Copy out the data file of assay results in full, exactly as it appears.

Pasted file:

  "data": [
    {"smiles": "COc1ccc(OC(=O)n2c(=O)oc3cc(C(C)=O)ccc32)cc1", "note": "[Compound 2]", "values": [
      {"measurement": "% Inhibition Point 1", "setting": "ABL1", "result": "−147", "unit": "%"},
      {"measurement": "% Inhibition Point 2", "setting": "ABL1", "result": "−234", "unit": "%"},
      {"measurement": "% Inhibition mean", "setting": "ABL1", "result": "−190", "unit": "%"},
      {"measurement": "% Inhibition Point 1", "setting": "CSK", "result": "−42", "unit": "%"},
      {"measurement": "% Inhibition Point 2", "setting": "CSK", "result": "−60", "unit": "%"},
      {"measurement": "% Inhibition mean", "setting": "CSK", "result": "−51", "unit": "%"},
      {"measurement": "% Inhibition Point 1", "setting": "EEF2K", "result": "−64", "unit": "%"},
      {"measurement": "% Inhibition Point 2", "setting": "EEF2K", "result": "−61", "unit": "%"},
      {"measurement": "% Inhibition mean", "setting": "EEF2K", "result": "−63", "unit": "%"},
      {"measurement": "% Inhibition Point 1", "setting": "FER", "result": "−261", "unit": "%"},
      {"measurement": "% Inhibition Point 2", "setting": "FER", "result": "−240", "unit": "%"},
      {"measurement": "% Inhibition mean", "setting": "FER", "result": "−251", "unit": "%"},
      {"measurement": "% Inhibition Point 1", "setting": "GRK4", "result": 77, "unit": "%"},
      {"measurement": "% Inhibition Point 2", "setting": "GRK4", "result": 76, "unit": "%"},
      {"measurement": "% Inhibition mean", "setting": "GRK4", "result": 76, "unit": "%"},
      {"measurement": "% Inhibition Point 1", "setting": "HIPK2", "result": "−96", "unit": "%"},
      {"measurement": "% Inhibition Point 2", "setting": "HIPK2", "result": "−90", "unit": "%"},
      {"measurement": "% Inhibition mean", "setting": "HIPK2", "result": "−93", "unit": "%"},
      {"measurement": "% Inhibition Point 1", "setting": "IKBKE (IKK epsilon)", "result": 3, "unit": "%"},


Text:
  "data": [
    {"smiles": "COc1ccc(OC(=O)n2c(=O)oc3cc(C(C)=O)ccc32)cc1", "note": "[Compound 2]", "values": [
      {"measurement": "% Inhibition Point 1", "setting": "ABL1", "result": "−147", "unit": "%"},
      {"measurement": "% Inhibition Point 2", "setting": "ABL1", "result": "−234", "unit": "%"},
      {"measurement": "% Inhibition mean", "setting": "ABL1", "result": "−190", "unit": "%"},
      {"measurement": "% Inhibition Point 1", "setting": "CSK", "result": "−42", "unit": "%"},
      {"measurement": "% Inhibition Point 2", "setting": "CSK", "result": "−60", "unit": "%"},
      {"measurement": "% Inhibition mean", "setting": "CSK", "result": "−51", "unit": "%"},
      {"measurement": "% Inhibition Point 1", "setting": "EEF2K", "result": "−64", "unit": "%"},
      {"measurement": "% Inhibition Point 2", "setting": "EEF2K", "result": "−61", "unit": "%"},
      {"measurement": "% Inhibition mean", "setting": "EEF2K", "result": "−63", "unit": "%"},
      {"measurement": "% Inhibition Point 1", "setting": "FER", "result": "−261", "unit": "%"},
      {"measurement": "% Inhibition Point 2", "setting": "FER", "result": "−240", "unit": "%"},
      {"measurement": "% Inhibition mean", "setting": "FER", "result": "−251", "unit": "%"},
      {"measurement": "% Inhibition Point 1", "setting": "GRK4", "result": 77, "unit": "%"},
      {"measurement": "% Inhibition Point 2", "setting": "GRK4", "result": 76, "unit": "%"},
      {"measurement": "% Inhibition mean", "setting": "GRK4", "result": 76, "unit": "%"},
      {"measurement": "% Inhibition Point 1", "setting": "HIPK2", "result": "−96", "unit": "%"},
      {"measurement": "% Inhibition Point 2", "setting": "HIPK2", "result": "−90", "unit": "%"},
      {"measurement": "% Inhibition mean", "setting": "HIPK2", "result": "−93", "unit": "%"},
      {"measurement": "% Inhibition Point 1", "setting": "IKBKE (IKK epsilon)", "result": 3, "unit": "%"},